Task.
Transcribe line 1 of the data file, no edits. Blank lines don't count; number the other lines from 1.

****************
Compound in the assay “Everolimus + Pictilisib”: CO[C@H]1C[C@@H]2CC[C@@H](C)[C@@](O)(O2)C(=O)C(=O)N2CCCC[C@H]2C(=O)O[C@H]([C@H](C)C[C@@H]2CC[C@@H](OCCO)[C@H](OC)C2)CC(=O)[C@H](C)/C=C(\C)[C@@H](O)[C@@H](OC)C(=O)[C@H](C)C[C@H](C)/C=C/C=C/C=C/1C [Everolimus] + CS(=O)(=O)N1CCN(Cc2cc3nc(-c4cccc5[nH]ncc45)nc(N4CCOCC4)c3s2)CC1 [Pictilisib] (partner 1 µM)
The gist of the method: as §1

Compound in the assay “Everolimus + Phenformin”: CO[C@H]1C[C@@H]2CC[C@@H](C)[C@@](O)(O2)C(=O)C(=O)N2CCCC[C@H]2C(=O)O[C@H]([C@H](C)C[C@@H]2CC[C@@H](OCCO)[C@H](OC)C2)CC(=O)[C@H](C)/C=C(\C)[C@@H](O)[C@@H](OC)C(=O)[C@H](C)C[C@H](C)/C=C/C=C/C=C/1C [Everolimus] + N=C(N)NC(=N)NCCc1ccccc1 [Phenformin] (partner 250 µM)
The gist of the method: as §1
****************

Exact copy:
Compound in the assay “Everolimus + Pictilisib”: CO[C@H]1C[C@@H]2CC[C@@H](C)[C@@](O)(O2)C(=O)C(=O)N2CCCC[C@H]2C(=O)O[C@H]([C@H](C)C[C@@H]2CC[C@@H](OCCO)[C@H](OC)C2)CC(=O)[C@H](C)/C=C(\C)[C@@H](O)[C@@H](OC)C(=O)[C@H](C)C[C@H](C)/C=C/C=C/C=C/1C [Everolimus] + CS(=O)(=O)N1CCN(Cc2cc3nc(-c4cccc5[nH]ncc45)nc(N4CCOCC4)c3s2)CC1 [Pictilisib] (partner 1 µM)